M. Night Shyamalan is a funny director. First, there were the hit hits “The Sixth Sense” and “Unbreakable”. Then more mixed films with in 2002 “Signs”, then “The Village” two years later. Critics were quick to label it as the new Steven Spielberg (one of his references), even his natural successor (which seems a little disproportionate to me). How is this “Lady in The Water” positioned?
I’ve always been a big fan of fantasy. When you spend a certain amount of time in hospitals, it’s a literary and filmic genre perfect for changing your mind.
One thing I love all the more about fantasy is when it steps into the “normal” world and what is more normal than a stuttering janitor by the name of Cleveland in an apartment complex ?
The normal man :
Paul Giamatti ideally sticks to this ordinary guy, rather withdrawn, without particular intelligence. His daily life is just a string of uninteresting odd jobs: repairing a washing machine, exterminating a pest in a kitchen, changing defective bulbs … these mini-scenes camp, often with a lot of humor, the profile of the hero who still ignores himself and reveals a gallery of rather colorful tenants.
What I like most about this film are the themes it addresses:
- Who are we beyond appearances?
- Who are we, once the mask of social conventions has been removed?
- What unexpected forces are sleeping in us?
- What do we know about ourselves?
And his characters of a great banality at first glance but who will know their importance:
- A little boy who reads the cereal boxes,
- a group of friends who remade the world around a beer,
- an old lady who attracts butterflies …
the sketched portraits seem to go away, before delivering an almost cosmic meaning to the film.
The disturbing strangeness :
That a red-haired nymph (Bryce Dallas Howard <3) is frolicking in the complex’s swimming pool, looking for a human with whom she must communicate before she can return to her blue world, does not seem to surprise our discreet concierge . Or how a Chinese legend for children is anchored in the reality of a world of adults who buried his childhood.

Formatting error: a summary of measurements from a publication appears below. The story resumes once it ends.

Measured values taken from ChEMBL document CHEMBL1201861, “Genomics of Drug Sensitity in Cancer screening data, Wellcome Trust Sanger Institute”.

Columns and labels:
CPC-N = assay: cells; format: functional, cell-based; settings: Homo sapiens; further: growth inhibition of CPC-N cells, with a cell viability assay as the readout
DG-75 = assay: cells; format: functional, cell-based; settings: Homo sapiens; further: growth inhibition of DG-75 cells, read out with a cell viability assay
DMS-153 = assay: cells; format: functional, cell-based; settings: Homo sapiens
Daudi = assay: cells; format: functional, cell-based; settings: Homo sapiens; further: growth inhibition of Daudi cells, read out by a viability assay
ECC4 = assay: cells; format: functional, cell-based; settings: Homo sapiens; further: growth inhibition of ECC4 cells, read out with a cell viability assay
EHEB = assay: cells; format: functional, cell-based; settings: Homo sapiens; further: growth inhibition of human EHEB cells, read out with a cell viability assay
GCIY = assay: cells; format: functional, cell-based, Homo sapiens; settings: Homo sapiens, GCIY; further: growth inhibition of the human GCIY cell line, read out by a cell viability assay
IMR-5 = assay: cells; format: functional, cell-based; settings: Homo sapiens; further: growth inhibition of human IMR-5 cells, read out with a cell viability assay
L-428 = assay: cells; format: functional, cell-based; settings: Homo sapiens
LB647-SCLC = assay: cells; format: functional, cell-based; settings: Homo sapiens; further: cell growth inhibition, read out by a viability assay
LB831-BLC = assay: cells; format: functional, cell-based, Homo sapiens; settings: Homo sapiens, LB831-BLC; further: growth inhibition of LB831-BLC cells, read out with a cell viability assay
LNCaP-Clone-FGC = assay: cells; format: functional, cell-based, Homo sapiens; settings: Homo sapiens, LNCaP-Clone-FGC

The nymph must be saved from the clutches of a dark creature, half warthog half wolf with long spiky hairs and ferocious rumbles. Yes, it is disturbing. Yes, it is scary. As were the aliens in “Signs”, the ghosts in “The Sixth Sense”. Make no mistake, evil lurks everywhere, every moment. Let us remain vigilant, let us wake up, let us unite.
Obviously, the cocktail works only if one implicitly accepts the postulate of the legend which takes life and body, which one lets oneself carry by the irrational. The tilting is done very smoothly, almost imperceptibly. We feel irresistibly drawn. In turn poetic, fantastic, nightmarish, “The Lady in The Water” proves, if need be, that Mr. Night Shyamalan is a truly original filmmaker, endowed with a certain talent for narration and an intriguing vision of world. Qualities all the more appreciable as they are hardly legion in the Hollywood microcosm.
It may be because I saw this film as a child but I like it a lot. It is a lovely tale that makes our imagination work, in search of the smallest element that can make us think that our reality may contain a hint of magic.
In doing my research, I realized that the reviews were really bad. However, seeing the film recently I do not have the impression that it is justified. If you have a different opinion I will be happy that you share it in the comments. As for the people who would have passed by, I can only advise you to see it, especially if you have kept a child’s soul.